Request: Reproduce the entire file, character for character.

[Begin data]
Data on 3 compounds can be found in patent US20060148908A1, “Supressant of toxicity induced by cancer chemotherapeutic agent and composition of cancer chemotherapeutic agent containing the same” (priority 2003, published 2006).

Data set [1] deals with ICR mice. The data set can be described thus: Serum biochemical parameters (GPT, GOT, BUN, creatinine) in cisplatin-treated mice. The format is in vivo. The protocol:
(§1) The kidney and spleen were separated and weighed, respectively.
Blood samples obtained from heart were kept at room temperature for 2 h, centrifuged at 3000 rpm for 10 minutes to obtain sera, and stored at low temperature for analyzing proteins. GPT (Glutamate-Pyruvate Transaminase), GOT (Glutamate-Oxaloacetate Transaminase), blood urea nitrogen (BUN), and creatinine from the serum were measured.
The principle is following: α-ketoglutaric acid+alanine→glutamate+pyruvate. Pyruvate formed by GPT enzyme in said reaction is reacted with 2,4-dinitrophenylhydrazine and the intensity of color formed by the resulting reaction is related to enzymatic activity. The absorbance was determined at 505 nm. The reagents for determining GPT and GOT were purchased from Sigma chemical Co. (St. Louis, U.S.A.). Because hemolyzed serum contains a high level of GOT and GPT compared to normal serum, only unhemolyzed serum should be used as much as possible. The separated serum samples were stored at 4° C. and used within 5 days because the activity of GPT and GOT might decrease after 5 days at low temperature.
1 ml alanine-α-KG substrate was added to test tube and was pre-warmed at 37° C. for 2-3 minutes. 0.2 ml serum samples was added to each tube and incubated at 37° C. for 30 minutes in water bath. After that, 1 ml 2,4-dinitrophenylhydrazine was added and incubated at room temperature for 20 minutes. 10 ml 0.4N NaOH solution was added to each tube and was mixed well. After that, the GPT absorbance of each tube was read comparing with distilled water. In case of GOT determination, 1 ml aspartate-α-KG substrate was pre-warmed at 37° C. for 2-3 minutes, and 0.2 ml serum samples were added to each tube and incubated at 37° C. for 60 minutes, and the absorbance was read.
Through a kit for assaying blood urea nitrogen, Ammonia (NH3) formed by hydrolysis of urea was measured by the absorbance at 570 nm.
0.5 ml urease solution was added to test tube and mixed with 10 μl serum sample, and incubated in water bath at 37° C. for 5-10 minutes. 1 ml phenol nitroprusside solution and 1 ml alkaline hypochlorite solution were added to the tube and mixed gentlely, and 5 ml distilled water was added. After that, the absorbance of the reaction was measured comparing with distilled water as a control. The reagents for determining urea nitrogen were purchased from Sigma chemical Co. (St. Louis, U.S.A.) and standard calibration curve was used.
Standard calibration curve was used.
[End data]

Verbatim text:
Data on 3 compounds can be found in patent US20060148908A1, “Supressant of toxicity induced by cancer chemotherapeutic agent and composition of cancer chemotherapeutic agent containing the same” (priority 2003, published 2006).

Data set [1] deals with ICR mice. The data set can be described thus: Serum biochemical parameters (GPT, GOT, BUN, creatinine) in cisplatin-treated mice. The format is in vivo. The protocol:
(§1) The kidney and spleen were separated and weighed, respectively.
Blood samples obtained from heart were kept at room temperature for 2 h, centrifuged at 3000 rpm for 10 minutes to obtain sera, and stored at low temperature for analyzing proteins. GPT (Glutamate-Pyruvate Transaminase), GOT (Glutamate-Oxaloacetate Transaminase), blood urea nitrogen (BUN), and creatinine from the serum were measured.
The principle is following: α-ketoglutaric acid+alanine→glutamate+pyruvate. Pyruvate formed by GPT enzyme in said reaction is reacted with 2,4-dinitrophenylhydrazine and the intensity of color formed by the resulting reaction is related to enzymatic activity. The absorbance was determined at 505 nm. The reagents for determining GPT and GOT were purchased from Sigma chemical Co. (St. Louis, U.S.A.). Because hemolyzed serum contains a high level of GOT and GPT compared to normal serum, only unhemolyzed serum should be used as much as possible. The separated serum samples were stored at 4° C. and used within 5 days because the activity of GPT and GOT might decrease after 5 days at low temperature.
1 ml alanine-α-KG substrate was added to test tube and was pre-warmed at 37° C. for 2-3 minutes. 0.2 ml serum samples was added to each tube and incubated at 37° C. for 30 minutes in water bath. After that, 1 ml 2,4-dinitrophenylhydrazine was added and incubated at room temperature for 20 minutes. 10 ml 0.4N NaOH solution was added to each tube and was mixed well. After that, the GPT absorbance of each tube was read comparing with distilled water. In case of GOT determination, 1 ml aspartate-α-KG substrate was pre-warmed at 37° C. for 2-3 minutes, and 0.2 ml serum samples were added to each tube and incubated at 37° C. for 60 minutes, and the absorbance was read.
Through a kit for assaying blood urea nitrogen, Ammonia (NH3) formed by hydrolysis of urea was measured by the absorbance at 570 nm.
0.5 ml urease solution was added to test tube and mixed with 10 μl serum sample, and incubated in water bath at 37° C. for 5-10 minutes. 1 ml phenol nitroprusside solution and 1 ml alkaline hypochlorite solution were added to the tube and mixed gentlely, and 5 ml distilled water was added. After that, the absorbance of the reaction was measured comparing with distilled water as a control. The reagents for determining urea nitrogen were purchased from Sigma chemical Co. (St. Louis, U.S.A.) and standard calibration curve was used.
Standard calibration curve was used.